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Developing a Telecommunications Roadmap:

Preparing for the promise of convergence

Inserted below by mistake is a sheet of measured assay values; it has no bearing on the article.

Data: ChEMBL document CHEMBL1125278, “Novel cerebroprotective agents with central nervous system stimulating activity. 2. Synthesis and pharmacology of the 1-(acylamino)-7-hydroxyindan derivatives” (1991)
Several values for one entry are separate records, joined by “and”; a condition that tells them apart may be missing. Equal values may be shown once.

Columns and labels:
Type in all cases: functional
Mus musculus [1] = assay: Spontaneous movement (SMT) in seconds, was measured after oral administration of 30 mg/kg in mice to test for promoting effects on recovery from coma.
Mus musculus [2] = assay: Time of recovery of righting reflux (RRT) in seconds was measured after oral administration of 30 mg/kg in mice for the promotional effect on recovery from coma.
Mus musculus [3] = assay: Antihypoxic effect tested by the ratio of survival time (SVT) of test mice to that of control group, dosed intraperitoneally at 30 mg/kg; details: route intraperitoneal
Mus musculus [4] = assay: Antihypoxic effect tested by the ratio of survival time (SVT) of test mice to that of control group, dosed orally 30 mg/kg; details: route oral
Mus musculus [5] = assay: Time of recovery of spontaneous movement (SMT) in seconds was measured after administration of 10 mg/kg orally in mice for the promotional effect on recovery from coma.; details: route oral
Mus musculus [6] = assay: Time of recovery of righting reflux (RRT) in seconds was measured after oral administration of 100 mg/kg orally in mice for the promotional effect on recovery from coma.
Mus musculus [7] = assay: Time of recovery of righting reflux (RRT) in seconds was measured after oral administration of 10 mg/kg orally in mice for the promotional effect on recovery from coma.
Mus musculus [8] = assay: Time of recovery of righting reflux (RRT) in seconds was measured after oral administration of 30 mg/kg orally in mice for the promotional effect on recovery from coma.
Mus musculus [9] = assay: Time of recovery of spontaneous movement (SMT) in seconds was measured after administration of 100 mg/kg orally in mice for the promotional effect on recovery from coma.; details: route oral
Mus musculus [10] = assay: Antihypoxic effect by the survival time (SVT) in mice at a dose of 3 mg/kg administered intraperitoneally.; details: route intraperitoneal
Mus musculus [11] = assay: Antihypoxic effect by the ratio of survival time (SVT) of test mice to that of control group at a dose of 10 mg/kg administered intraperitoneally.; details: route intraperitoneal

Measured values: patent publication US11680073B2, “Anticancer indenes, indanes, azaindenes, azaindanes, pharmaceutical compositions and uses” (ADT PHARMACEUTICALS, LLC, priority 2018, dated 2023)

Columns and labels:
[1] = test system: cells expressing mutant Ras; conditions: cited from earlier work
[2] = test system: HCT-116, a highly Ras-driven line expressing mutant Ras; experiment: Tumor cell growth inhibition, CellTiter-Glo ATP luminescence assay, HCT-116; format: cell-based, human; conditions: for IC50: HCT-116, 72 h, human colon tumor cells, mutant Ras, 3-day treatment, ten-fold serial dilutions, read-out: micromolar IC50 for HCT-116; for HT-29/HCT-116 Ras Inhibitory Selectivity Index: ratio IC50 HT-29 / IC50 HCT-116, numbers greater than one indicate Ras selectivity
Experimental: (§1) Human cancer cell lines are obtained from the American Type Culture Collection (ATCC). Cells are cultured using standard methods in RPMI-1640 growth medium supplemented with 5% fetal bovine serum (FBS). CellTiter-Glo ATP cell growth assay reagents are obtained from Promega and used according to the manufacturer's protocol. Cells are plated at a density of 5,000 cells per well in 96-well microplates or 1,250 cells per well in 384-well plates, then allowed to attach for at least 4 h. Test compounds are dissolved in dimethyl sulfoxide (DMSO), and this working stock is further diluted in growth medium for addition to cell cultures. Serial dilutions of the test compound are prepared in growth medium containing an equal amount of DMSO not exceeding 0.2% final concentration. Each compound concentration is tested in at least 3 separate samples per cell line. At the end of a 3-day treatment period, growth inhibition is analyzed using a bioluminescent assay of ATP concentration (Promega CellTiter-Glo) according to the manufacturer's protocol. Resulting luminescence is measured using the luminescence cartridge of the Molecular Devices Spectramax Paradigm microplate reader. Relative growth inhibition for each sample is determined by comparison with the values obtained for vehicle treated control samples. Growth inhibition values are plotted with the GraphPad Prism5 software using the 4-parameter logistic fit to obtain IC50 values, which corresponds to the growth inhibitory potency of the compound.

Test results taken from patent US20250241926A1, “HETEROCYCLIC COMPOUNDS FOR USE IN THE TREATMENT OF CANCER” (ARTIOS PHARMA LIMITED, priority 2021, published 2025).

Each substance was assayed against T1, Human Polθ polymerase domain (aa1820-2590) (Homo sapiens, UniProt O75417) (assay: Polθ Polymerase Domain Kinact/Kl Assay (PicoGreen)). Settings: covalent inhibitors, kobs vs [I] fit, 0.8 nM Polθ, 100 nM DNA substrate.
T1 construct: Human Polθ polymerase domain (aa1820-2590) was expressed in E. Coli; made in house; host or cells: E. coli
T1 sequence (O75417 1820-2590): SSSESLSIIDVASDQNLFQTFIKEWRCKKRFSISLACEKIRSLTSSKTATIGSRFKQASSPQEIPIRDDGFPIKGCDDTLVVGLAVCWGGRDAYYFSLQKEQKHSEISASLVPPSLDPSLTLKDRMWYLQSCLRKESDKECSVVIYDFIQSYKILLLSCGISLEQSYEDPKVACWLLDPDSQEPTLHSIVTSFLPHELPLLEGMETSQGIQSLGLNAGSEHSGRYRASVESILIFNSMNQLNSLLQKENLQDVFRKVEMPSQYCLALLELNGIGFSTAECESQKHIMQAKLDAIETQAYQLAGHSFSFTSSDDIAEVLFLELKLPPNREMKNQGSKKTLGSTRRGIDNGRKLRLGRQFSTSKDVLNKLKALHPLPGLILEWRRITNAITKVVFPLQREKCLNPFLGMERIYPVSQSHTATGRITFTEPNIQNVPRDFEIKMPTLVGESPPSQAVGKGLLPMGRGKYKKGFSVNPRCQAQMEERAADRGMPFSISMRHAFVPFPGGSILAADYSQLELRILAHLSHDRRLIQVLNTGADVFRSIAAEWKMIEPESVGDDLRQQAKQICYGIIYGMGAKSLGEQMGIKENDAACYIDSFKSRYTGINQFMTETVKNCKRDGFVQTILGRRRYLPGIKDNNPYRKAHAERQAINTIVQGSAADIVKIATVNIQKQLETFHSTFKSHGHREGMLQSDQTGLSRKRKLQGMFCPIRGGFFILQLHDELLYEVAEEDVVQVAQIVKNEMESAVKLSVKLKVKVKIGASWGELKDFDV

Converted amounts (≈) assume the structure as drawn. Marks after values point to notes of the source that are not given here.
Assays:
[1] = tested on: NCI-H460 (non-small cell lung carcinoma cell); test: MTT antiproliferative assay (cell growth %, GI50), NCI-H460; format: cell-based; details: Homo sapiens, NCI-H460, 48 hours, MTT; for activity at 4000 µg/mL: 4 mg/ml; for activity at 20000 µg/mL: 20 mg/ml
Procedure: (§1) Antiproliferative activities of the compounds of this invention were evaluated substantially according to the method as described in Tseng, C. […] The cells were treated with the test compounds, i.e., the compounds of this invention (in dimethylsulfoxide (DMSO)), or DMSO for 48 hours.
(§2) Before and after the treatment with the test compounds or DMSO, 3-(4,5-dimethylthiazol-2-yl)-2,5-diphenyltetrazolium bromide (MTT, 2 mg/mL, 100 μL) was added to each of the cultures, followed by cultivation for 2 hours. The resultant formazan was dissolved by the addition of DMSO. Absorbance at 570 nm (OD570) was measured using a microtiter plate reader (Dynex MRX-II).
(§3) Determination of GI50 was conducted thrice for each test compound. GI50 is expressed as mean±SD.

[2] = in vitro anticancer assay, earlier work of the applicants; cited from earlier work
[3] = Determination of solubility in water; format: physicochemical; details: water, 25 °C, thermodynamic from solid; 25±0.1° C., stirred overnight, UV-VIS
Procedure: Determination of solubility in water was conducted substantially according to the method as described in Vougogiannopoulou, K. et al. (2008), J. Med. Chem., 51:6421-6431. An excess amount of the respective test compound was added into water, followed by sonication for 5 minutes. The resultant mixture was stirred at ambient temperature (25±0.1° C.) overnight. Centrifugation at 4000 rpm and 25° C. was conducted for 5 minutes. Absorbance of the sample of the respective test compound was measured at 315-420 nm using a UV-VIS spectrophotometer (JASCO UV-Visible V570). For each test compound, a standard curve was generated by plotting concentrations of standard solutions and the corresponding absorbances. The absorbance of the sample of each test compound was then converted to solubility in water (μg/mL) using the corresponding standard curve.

Telecommunications and Information Technology Telecommunications as an industry has been around since the commercialization of the telegraph in the mid 1800s by Samuel Morse. Overnight, the ability to communicate with remote locations using a simple on-off connection created amazing new possibilities for commerce, government and society as a whole. While originally a novelty, the telegraph soon became incorporated into the core business operations of almost all types of geographically dispersed organizations. The explosion of telecommunications further continued with the invention and commercialization of the telephone in the late 1800s. Today the telecommunications industry has become a key driver in the global economy and has become a foundational element for all societies, both in the developed world and in the developing world. The availability of stable, robust, affordable communications is a precursor to economic development and delivery of services within a geography. Another phenomenon that has come to the fore in more recent history is the advent of computer systems and networks. Originally designed as stand-alone thinking machines the original computer systems were very limited in their ability to provide value beyond conducting computational services for a series of pre-coded instructions. The next major step for this new Information Technology field was the addition of connectivity between computer systems, starting in the early 1980s. The explosion of the Internet in the 1990s again resulted in wholesale changes to commerce, government and society as a whole with new methods of reaching consumers, friends, family, and even competitors, changed the fundamental business rules of the global economy. Today there is another change on the horizon as these two major forces, Telecommunications and Information Technology, combine to create a single, converged presence in the marketplace. Termed ICT or Convergence this phenomenon will again have fundamental impacts on the way in which business, government and society as a whole acts. In short, what in the past has been viewed as discreet components are no longer going to be separate and the resulting cross-impacts, both positive and negative, can be significant to the organization. While the term Convergence has been around for a number of years it has traditionally been viewed as synonymous with Voice over Internet Protocol or VoIP technology solutions that have been seen as a cost savings approach for telecommunications owners. The real benefits and risks of Convergence are far more reaching than simple cost avoidance exercises. Merging telecommunications and IT components has a ripple effect throughout the organization, including impacts on Human Resources, Organization Structure, Governance, Purchasing and Security to name just a few.